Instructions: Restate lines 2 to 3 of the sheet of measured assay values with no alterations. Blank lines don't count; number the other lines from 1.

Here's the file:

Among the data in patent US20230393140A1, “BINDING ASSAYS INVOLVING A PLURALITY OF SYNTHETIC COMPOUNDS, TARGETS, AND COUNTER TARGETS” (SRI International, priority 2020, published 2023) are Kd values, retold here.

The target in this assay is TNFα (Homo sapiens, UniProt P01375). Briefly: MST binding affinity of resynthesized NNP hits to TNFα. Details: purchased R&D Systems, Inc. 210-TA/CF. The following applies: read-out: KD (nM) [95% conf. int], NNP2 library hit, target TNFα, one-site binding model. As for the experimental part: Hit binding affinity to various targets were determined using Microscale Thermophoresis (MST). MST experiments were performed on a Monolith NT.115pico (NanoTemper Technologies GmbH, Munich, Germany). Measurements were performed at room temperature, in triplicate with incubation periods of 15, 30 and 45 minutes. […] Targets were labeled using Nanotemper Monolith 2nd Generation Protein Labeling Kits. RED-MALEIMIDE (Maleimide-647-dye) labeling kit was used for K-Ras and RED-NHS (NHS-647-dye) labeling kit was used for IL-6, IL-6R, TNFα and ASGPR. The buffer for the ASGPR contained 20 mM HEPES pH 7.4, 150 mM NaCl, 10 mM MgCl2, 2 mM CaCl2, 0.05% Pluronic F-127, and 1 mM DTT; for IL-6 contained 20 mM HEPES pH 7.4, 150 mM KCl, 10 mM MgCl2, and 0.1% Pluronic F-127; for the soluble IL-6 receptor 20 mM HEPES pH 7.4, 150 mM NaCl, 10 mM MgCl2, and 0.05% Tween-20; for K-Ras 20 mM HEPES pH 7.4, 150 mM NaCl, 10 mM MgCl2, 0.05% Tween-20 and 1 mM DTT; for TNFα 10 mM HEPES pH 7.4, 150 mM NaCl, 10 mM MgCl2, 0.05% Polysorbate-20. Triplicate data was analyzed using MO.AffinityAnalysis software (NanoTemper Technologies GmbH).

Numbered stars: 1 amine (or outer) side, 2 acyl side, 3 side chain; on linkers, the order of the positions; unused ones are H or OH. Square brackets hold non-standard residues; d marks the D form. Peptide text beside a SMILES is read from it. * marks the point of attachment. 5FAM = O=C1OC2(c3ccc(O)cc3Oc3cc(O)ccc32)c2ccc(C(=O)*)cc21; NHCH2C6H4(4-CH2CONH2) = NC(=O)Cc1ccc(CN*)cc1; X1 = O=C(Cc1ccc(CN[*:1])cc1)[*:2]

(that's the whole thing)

The target in this assay is TNFα (Homo sapiens, UniProt P01375). Briefly: MST binding affinity of resynthesized NNP hits to TNFα. Details: purchased R&D Systems, Inc. 210-TA/CF. The following applies: read-out: KD (nM) [95% conf. int], NNP2 library hit, target TNFα, one-site binding model. As for the experimental part: Hit binding affinity to various targets were determined using Microscale Thermophoresis (MST). MST experiments were performed on a Monolith NT.115pico (NanoTemper Technologies GmbH, Munich, Germany). Measurements were performed at room temperature, in triplicate with incubation periods of 15, 30 and 45 minutes. […] Targets were labeled using Nanotemper Monolith 2nd Generation Protein Labeling Kits. RED-MALEIMIDE (Maleimide-647-dye) labeling kit was used for K-Ras and RED-NHS (NHS-647-dye) labeling kit was used for IL-6, IL-6R, TNFα and ASGPR. The buffer for the ASGPR contained 20 mM HEPES pH 7.4, 150 mM NaCl, 10 mM MgCl2, 2 mM CaCl2, 0.05% Pluronic F-127, and 1 mM DTT; for IL-6 contained 20 mM HEPES pH 7.4, 150 mM KCl, 10 mM MgCl2, and 0.1% Pluronic F-127; for the soluble IL-6 receptor 20 mM HEPES pH 7.4, 150 mM NaCl, 10 mM MgCl2, and 0.05% Tween-20; for K-Ras 20 mM HEPES pH 7.4, 150 mM NaCl, 10 mM MgCl2, 0.05% Tween-20 and 1 mM DTT; for TNFα 10 mM HEPES pH 7.4, 150 mM NaCl, 10 mM MgCl2, 0.05% Polysorbate-20. Triplicate data was analyzed using MO.AffinityAnalysis software (NanoTemper Technologies GmbH).

Numbered stars: 1 amine (or outer) side, 2 acyl side, 3 side chain; on linkers, the order of the positions; unused ones are H or OH. Square brackets hold non-standard residues; d marks the D form. Peptide text beside a SMILES is read from it. * marks the point of attachment. 5FAM = O=C1OC2(c3ccc(O)cc3Oc3cc(O)ccc32)c2ccc(C(=O)*)cc21; NHCH2C6H4(4-CH2CONH2) = NC(=O)Cc1ccc(CN*)cc1; X1 = O=C(Cc1ccc(CN[*:1])cc1)[*:2]